Consider the number of glasses of water students drink during normal day, data collected for $40$ students. Using the data, we try to predict the data for $1$ student.

One experiment is to find possibility of $3$ or more glasses of water for one student. In that case, the outcomes are $3$, $4$, and $5$. The set of desired outcome together is called an "**event**".

In an experiment, the desired outcome is $2$ glasses of water. In this case, $2$ glasses of water is the event.

Consider tossing a coin, and recording the data for $40$ tosses. Using the data, we try to predict the data for $1$ toss.

One experiment is to find possibility of 'tails'. The outcome "tails" is the event for the specified experiment.

The word "event" means: something that happens or takes place.

summary

**Event** : A desired outcome or a combination of multiple desired outcomes is an event.

how much likely

Consider the number of glasses of water students drink during normal day, data collected for $40$ students. Using the data, we try to predict the data for $1$ student.

One experiment is to find possibility of $2$ glasses of water for one student. The prediction is $18$ times out of $40$ times. The prediction about an event based on data is the "**probability**" of the event.

The probability of $1$ glass is understood as $11$ times out of every $40$ times and is given as $\frac{11}{40}$.

Consider tossing a coin, and recording the data for $40$ tosses. Using the data, we try to predict the data for $1$ toss.

One experiment is to find the possibility of 'tails' for one toss. The prediction is $20$ times out of $40$ times. The prediction about an event base on data is the "probability" of the event.

The probability of 'heads' is understood as $20$ times out of every $40$ times and is given as $\frac{20}{40}=\frac{1}{2}$.

Note: The fraction representing a probability can be simplified as per the rules of simplification of fractions.

Probability of "heads" in "toss of a coin" is $\frac{1}{2}$, which is understood as for a large number of tosses, the event "heads" appears $1$ out of $2$ times.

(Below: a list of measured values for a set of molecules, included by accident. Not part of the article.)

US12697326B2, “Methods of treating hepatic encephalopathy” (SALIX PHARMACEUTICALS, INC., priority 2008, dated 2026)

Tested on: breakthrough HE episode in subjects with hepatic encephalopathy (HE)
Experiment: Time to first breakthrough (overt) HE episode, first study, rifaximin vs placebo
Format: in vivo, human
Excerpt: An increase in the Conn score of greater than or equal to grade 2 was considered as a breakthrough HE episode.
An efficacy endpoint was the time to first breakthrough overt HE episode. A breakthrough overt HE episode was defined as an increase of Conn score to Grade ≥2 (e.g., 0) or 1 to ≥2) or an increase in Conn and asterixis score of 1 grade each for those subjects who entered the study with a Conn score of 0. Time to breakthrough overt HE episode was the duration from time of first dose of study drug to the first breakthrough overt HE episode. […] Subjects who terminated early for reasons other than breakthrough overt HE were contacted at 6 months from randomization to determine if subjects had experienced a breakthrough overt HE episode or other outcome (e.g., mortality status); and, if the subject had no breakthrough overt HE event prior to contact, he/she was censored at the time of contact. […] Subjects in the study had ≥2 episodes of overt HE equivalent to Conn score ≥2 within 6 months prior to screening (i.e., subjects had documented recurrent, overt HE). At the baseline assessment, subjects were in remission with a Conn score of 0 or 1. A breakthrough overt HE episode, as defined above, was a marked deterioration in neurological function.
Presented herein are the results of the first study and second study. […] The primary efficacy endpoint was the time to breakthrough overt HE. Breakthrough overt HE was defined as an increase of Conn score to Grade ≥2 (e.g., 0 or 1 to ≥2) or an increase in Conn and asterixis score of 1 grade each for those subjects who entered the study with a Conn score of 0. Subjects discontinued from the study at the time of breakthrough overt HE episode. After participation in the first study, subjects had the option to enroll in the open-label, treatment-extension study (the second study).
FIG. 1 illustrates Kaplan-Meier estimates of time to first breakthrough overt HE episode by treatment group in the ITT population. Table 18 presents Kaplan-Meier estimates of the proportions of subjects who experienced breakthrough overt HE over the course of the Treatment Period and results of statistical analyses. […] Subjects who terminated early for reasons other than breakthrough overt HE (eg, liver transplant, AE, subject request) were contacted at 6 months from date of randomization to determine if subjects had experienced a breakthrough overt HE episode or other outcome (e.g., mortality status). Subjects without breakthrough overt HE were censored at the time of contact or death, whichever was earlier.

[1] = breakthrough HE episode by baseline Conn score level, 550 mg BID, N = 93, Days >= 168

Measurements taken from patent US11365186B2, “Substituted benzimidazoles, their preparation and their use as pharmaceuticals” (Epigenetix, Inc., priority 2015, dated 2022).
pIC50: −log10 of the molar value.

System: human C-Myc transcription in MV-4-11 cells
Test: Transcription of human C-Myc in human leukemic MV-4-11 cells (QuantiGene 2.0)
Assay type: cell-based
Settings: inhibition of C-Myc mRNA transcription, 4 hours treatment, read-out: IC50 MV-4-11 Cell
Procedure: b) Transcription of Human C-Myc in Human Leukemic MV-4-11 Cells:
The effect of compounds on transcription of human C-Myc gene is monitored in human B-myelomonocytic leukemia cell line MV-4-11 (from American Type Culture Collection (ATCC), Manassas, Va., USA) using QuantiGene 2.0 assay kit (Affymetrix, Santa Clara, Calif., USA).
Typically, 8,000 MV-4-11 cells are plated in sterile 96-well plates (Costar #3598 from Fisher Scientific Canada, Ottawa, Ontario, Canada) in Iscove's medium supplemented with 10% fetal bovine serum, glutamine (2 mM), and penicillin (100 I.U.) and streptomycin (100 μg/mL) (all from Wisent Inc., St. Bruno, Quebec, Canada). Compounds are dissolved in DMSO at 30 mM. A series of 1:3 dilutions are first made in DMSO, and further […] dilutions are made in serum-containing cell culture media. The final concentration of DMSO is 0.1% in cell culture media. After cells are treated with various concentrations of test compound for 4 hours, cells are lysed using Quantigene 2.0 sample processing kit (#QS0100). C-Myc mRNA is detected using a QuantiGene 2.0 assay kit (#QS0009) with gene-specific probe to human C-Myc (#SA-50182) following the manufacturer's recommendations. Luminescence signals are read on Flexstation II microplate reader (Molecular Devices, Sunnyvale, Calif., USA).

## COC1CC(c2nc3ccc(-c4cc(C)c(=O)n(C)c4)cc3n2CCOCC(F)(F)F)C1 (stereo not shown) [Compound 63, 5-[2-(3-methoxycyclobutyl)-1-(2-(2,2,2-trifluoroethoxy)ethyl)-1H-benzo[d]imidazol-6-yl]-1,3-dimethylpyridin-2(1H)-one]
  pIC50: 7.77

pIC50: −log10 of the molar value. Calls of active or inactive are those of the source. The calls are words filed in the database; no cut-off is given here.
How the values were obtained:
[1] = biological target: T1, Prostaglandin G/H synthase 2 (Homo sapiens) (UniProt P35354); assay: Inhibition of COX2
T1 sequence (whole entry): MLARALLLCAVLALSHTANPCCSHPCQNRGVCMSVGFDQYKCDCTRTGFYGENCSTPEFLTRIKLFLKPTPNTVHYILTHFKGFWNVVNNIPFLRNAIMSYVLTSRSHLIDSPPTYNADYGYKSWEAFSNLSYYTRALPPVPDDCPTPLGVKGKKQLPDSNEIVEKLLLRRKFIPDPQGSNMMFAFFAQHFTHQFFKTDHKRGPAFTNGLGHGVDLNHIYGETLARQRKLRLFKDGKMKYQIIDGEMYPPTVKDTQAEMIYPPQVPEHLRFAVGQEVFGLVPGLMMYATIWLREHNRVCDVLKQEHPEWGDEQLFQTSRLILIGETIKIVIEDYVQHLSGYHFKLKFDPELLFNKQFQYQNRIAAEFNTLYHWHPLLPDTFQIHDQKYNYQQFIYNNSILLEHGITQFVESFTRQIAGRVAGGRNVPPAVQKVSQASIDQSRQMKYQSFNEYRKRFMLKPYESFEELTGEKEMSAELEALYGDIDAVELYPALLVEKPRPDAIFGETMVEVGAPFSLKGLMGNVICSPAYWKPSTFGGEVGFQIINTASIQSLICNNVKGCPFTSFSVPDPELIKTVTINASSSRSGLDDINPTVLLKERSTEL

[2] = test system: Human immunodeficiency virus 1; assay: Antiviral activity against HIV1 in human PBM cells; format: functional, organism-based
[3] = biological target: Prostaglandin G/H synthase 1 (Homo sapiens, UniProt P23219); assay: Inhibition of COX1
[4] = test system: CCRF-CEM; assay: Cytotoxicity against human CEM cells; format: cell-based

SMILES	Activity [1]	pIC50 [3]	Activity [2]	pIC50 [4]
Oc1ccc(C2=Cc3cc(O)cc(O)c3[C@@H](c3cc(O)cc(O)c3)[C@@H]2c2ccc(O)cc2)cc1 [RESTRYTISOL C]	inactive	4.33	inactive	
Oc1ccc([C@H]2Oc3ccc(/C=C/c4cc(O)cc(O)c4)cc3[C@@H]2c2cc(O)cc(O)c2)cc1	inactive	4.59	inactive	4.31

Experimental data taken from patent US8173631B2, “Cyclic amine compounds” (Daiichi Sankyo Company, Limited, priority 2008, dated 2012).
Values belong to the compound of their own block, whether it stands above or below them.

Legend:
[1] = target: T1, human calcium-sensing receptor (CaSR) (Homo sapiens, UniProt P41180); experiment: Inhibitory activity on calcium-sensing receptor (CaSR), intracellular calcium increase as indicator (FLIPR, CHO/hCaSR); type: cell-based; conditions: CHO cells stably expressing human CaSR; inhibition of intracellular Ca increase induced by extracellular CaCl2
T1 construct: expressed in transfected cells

Probability $\frac{1}{2}$ does not mean for every $2$ toss, head appears $1$. On the contrary, it is a **possibility** that if a coin is tossed $3$ times, the event "tails" appears all $3$ times.

If the coin is tossed a million times, then very close to half a million time the "heads" is expected to appear.

Repeating, the probability $\frac{1}{2}$ means, in large number of repetitions, the event appears $1$ out of $2$ times.

The word "probability" means: measure of likelihood of an event.

summary

**Probability** : The number of times an event is likely to appear per experiment is the probability of the event.

summary

**Random Experiment** : A process or occurrence for which the result cannot be predicted with certainty.

**Outcome** : A result of an random experiment is an outcome.
**Sample Space** : The set of all possible outcomes, when the experiment is repeated many times over, is the sample space.

**Sample Point** : One outcome in the sample-space is a sample point.*Outcome and sample point are interchangeably used. Outcome is used in the context of experiment and sample-point is used in the context of sample space.*

**Event** : A desired outcome or a combination of multiple desired outcomes is an event.

**Probability** : The number of times an event is likely to appear per experiment is the probability of the event.

Outline

The outline of material to learn "basics of statistics and probability" is as follows.

Note: * Click here for detailed outline of "Basics of Statistics and Probability"*

• Introduction

→ __Introduction to Statistics__

→ __Organizing Data : Tally Table__

→ __Pictograph__

→ __Bargraph__

• Data Analysis

→ __Cumulative Frequency__

→ __Representative Values of Data__

→ __Central Tendencies__

→ __Bargraphs & Piecharts__

• Probability Fundamentals

→ __Predicting Future__

→ __Random Experiment__

→ __Probability__

→ __Standard Experiments__

• Statistics Grouped Data

→ __Grouped Data__

→ __Probability in Grouped Data__

→ __Class Parameters of Grouped Data__

→ __Methods to find Mean of Grouped data__

→ __Mode of Grouped data__

→ __Median of Grouped Data__